As is the case for many parts of our environment COVID-19 also has major impacts on global higher education institutions since they had to shut down a few weeks ago. Spanish Universities were closed on March 14th and the national state of emergency was extended to April 11th for now.
The first priority for all schools is to ensure the health and safety of their students and their staff while most institutions have taken different actions to continue teaching on a virtual basis. But what comes next?
During the remainder of 2020 and most likely 2021, restrictions in global travel will have an impact on young people studying abroad, especially in popular study destinations like the US, UK, Australia or Canada.
Consequently, the actions, which institutions are taking today, will determine if the respective schools will survive this indefinite travel ban, as there will be a shortage of students who sign up for universities far from their home countries.
On the other hand, the way we deal with this global challenge now has revealed new approaches with regard to teaching, business, and society.
What can higher education institutions do today to address the challenges brought by COVID-19?
At LEAP, we have seen different approaches in education:
- Educating students on health guidelines and social distancing;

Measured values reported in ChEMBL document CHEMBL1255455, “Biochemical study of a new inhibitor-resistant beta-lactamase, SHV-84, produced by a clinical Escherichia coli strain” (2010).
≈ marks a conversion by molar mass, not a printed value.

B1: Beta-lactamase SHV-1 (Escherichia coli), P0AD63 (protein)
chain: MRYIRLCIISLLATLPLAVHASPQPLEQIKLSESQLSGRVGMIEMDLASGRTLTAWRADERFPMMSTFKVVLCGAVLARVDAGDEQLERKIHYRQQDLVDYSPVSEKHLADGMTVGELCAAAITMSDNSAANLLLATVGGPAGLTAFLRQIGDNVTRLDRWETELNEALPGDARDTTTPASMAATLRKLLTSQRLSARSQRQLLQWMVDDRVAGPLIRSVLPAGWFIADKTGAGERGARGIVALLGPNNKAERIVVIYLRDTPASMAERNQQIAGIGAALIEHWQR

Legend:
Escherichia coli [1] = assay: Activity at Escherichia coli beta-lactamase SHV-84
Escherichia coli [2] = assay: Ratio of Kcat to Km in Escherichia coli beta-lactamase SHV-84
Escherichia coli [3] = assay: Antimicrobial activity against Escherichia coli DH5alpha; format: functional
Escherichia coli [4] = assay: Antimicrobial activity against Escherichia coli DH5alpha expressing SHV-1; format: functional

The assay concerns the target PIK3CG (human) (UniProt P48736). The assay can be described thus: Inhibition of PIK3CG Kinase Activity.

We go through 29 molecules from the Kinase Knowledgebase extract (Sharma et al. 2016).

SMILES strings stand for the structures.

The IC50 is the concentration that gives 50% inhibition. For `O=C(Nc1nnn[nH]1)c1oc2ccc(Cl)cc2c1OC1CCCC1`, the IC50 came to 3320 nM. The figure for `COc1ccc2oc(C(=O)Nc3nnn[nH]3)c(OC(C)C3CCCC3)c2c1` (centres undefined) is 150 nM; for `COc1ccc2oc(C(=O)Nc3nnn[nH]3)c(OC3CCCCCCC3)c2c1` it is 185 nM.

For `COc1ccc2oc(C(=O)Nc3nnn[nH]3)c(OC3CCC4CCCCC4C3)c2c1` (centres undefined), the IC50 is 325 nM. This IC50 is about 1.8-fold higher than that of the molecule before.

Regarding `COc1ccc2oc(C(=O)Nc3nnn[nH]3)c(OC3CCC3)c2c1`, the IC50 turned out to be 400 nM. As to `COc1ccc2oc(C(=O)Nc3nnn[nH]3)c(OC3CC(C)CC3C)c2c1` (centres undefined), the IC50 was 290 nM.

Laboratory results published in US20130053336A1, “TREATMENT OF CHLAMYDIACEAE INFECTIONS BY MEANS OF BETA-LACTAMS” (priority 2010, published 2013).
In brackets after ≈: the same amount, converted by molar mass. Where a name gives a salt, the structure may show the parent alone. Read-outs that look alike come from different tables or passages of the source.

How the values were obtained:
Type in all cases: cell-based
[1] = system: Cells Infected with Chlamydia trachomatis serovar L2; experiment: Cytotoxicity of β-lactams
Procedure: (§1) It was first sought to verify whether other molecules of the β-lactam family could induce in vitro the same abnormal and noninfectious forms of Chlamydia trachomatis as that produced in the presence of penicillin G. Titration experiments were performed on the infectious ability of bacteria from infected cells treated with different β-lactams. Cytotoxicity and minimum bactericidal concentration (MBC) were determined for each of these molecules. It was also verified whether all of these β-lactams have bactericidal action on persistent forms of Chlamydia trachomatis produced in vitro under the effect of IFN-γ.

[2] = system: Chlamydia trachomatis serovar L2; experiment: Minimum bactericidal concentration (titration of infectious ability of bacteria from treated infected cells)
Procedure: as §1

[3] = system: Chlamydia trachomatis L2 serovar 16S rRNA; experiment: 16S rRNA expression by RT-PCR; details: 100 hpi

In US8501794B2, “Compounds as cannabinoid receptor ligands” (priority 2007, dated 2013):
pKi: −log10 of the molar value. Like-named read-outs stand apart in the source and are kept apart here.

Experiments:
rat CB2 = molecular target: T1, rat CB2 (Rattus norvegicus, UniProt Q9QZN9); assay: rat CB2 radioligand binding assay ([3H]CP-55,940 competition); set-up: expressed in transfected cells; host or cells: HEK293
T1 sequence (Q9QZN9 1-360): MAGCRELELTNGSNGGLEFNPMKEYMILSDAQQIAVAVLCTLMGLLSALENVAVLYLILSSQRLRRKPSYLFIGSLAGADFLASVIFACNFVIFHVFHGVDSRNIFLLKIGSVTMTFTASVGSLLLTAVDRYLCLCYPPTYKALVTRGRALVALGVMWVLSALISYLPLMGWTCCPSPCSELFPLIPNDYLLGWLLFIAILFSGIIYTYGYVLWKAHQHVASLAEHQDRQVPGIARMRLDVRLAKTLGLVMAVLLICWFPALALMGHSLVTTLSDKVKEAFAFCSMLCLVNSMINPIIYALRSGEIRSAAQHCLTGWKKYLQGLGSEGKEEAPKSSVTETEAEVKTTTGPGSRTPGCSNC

- Combination of online with on-campus learning. Start online, continue on-campus;
- Discounts on study programs; Introduction of program refund policies;
- Loosening admission policies (e.g. IB/IGCSE/National High School exams were postponed this year);
- Conditional admission;
- Extending deadlines.
EAIE conducted a survey recently and listed some of the actions that institutions around the world have implemented in the last couple of months:
- Communicate with your students, on-campus and abroad. Be understanding and supporting, provide guidance;
- Establish policies regarding canceled abroad programs and provide guidance regarding travel restrictions;
- Provide guidance regarding health insurance coverage;
- Offer support to access financial funds where possible;
- Communicate with your partners and strengthen the relationship. this provides great opportunities to plan common webinars, virtual classrooms, SM campaigns, etc.
- Keep your followers and community updated on guidelines provided by your institutions, the WHO and the government.
Bottom line is, whilst facing this global crisis, we have to realize that the world will keep spinning and the September (fall semester) is approaching soon.
Although these are very difficult and challenging times, higher education institutions have to plan ahead and secure their existence, workplaces, and incoming students.
On the other hand, students have to keep planning their future – online courses are a good starting option until the situation goes back to normal. Now is a good time to evaluate study options, institutions and start the application process.
A question that comes mind as an IoT enthusiast – which role will technology play in education in 2020 and how will it transform the education industry if the travel ban stays in place longer than expected?